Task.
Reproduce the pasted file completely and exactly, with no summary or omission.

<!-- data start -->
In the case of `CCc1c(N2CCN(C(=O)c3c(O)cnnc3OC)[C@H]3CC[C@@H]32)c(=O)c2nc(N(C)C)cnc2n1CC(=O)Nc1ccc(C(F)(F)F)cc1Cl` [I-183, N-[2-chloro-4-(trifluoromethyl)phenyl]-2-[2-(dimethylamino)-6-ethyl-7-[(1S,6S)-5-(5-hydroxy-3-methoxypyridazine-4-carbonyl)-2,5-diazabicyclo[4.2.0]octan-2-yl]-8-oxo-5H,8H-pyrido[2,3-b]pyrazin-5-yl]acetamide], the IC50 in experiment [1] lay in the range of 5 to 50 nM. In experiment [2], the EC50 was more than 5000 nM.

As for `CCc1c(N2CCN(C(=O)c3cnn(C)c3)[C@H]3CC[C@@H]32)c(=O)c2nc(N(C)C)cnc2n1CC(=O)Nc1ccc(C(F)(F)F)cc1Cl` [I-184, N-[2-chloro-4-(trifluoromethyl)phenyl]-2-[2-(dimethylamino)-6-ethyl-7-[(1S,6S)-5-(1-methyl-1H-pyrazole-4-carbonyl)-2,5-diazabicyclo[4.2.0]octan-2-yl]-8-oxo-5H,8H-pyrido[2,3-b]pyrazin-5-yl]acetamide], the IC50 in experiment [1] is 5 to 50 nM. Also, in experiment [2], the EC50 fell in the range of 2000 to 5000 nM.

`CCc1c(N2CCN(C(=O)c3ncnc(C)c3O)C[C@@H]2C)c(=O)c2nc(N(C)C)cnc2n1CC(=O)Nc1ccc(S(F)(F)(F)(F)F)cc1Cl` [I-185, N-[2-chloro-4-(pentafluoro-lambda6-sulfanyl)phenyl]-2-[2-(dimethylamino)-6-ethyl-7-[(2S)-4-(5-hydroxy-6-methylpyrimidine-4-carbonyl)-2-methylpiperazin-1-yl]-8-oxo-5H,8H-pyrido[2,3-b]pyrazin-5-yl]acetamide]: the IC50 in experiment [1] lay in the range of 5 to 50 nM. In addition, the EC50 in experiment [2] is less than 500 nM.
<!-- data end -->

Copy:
In the case of `CCc1c(N2CCN(C(=O)c3c(O)cnnc3OC)[C@H]3CC[C@@H]32)c(=O)c2nc(N(C)C)cnc2n1CC(=O)Nc1ccc(C(F)(F)F)cc1Cl` [I-183, N-[2-chloro-4-(trifluoromethyl)phenyl]-2-[2-(dimethylamino)-6-ethyl-7-[(1S,6S)-5-(5-hydroxy-3-methoxypyridazine-4-carbonyl)-2,5-diazabicyclo[4.2.0]octan-2-yl]-8-oxo-5H,8H-pyrido[2,3-b]pyrazin-5-yl]acetamide], the IC50 in experiment [1] lay in the range of 5 to 50 nM. In experiment [2], the EC50 was more than 5000 nM.

As for `CCc1c(N2CCN(C(=O)c3cnn(C)c3)[C@H]3CC[C@@H]32)c(=O)c2nc(N(C)C)cnc2n1CC(=O)Nc1ccc(C(F)(F)F)cc1Cl` [I-184, N-[2-chloro-4-(trifluoromethyl)phenyl]-2-[2-(dimethylamino)-6-ethyl-7-[(1S,6S)-5-(1-methyl-1H-pyrazole-4-carbonyl)-2,5-diazabicyclo[4.2.0]octan-2-yl]-8-oxo-5H,8H-pyrido[2,3-b]pyrazin-5-yl]acetamide], the IC50 in experiment [1] is 5 to 50 nM. Also, in experiment [2], the EC50 fell in the range of 2000 to 5000 nM.

`CCc1c(N2CCN(C(=O)c3ncnc(C)c3O)C[C@@H]2C)c(=O)c2nc(N(C)C)cnc2n1CC(=O)Nc1ccc(S(F)(F)(F)(F)F)cc1Cl` [I-185, N-[2-chloro-4-(pentafluoro-lambda6-sulfanyl)phenyl]-2-[2-(dimethylamino)-6-ethyl-7-[(2S)-4-(5-hydroxy-6-methylpyrimidine-4-carbonyl)-2-methylpiperazin-1-yl]-8-oxo-5H,8H-pyrido[2,3-b]pyrazin-5-yl]acetamide]: the IC50 in experiment [1] lay in the range of 5 to 50 nM. In addition, the EC50 in experiment [2] is less than 500 nM.